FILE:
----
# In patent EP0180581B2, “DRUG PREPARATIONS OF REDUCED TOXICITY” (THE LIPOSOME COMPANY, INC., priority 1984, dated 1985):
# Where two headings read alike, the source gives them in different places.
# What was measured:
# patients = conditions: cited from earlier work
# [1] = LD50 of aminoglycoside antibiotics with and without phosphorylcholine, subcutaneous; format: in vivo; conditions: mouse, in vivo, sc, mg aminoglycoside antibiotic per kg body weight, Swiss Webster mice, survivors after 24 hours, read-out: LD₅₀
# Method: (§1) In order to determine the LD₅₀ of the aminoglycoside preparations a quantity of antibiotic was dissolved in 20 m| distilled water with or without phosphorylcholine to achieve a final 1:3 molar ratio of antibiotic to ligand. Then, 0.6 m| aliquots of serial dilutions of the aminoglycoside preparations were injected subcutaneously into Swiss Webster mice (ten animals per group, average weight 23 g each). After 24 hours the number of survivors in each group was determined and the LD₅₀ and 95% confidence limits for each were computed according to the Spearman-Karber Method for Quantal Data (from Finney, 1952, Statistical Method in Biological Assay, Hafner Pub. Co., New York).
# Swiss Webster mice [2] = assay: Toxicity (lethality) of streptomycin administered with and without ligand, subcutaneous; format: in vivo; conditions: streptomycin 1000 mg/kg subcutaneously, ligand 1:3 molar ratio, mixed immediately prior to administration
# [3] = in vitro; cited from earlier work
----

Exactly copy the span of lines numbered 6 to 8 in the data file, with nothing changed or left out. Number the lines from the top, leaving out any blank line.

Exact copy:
# Method: (§1) In order to determine the LD₅₀ of the aminoglycoside preparations a quantity of antibiotic was dissolved in 20 m| distilled water with or without phosphorylcholine to achieve a final 1:3 molar ratio of antibiotic to ligand. Then, 0.6 m| aliquots of serial dilutions of the aminoglycoside preparations were injected subcutaneously into Swiss Webster mice (ten animals per group, average weight 23 g each). After 24 hours the number of survivors in each group was determined and the LD₅₀ and 95% confidence limits for each were computed according to the Spearman-Karber Method for Quantal Data (from Finney, 1952, Statistical Method in Biological Assay, Hafner Pub. Co., New York).
# Swiss Webster mice [2] = assay: Toxicity (lethality) of streptomycin administered with and without ligand, subcutaneous; format: in vivo; conditions: streptomycin 1000 mg/kg subcutaneously, ligand 1:3 molar ratio, mixed immediately prior to administration
# [3] = in vitro; cited from earlier work